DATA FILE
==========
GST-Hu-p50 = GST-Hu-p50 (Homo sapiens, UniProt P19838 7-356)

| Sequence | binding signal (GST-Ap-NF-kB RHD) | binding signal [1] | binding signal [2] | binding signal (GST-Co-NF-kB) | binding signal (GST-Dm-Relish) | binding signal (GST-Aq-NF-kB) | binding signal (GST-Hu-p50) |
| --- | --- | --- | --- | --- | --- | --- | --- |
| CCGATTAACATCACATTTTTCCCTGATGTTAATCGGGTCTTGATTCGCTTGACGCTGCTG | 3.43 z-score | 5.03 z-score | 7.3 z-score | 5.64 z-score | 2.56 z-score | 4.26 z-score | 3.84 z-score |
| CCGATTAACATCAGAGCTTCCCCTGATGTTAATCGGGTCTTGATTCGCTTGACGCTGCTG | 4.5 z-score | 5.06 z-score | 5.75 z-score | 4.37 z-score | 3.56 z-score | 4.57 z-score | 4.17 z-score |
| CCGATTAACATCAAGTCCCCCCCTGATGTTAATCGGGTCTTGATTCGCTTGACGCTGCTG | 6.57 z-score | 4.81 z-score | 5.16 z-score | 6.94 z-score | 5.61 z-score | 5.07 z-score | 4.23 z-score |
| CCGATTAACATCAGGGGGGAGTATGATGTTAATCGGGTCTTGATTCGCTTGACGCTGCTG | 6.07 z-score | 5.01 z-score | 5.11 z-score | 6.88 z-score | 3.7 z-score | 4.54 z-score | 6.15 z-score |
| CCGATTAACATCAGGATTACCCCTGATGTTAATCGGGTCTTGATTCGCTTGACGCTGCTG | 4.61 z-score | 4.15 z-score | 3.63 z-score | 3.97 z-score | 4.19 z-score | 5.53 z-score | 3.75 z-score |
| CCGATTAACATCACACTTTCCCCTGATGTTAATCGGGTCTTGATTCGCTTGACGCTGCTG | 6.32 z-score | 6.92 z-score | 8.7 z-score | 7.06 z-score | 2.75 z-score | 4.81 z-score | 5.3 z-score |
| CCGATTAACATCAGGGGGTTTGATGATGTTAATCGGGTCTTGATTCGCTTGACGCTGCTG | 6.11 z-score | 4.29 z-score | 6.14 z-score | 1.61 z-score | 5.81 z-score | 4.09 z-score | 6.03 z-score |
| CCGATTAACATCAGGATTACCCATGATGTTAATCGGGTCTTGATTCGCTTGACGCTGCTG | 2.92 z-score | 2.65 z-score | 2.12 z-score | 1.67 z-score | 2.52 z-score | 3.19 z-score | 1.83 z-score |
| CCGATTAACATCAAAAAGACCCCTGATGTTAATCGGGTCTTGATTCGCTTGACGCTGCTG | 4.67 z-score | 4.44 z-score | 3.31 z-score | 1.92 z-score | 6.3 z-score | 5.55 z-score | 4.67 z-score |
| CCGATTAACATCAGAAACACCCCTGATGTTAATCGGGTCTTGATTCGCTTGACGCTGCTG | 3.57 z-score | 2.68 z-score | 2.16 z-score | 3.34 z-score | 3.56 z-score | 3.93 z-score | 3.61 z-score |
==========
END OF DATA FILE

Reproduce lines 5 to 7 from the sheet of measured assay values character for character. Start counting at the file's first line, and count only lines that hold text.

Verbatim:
| CCGATTAACATCAGAGCTTCCCCTGATGTTAATCGGGTCTTGATTCGCTTGACGCTGCTG | 4.5 z-score | 5.06 z-score | 5.75 z-score | 4.37 z-score | 3.56 z-score | 4.57 z-score | 4.17 z-score |
| CCGATTAACATCAAGTCCCCCCCTGATGTTAATCGGGTCTTGATTCGCTTGACGCTGCTG | 6.57 z-score | 4.81 z-score | 5.16 z-score | 6.94 z-score | 5.61 z-score | 5.07 z-score | 4.23 z-score |
| CCGATTAACATCAGGGGGGAGTATGATGTTAATCGGGTCTTGATTCGCTTGACGCTGCTG | 6.07 z-score | 5.01 z-score | 5.11 z-score | 6.88 z-score | 3.7 z-score | 4.54 z-score | 6.15 z-score |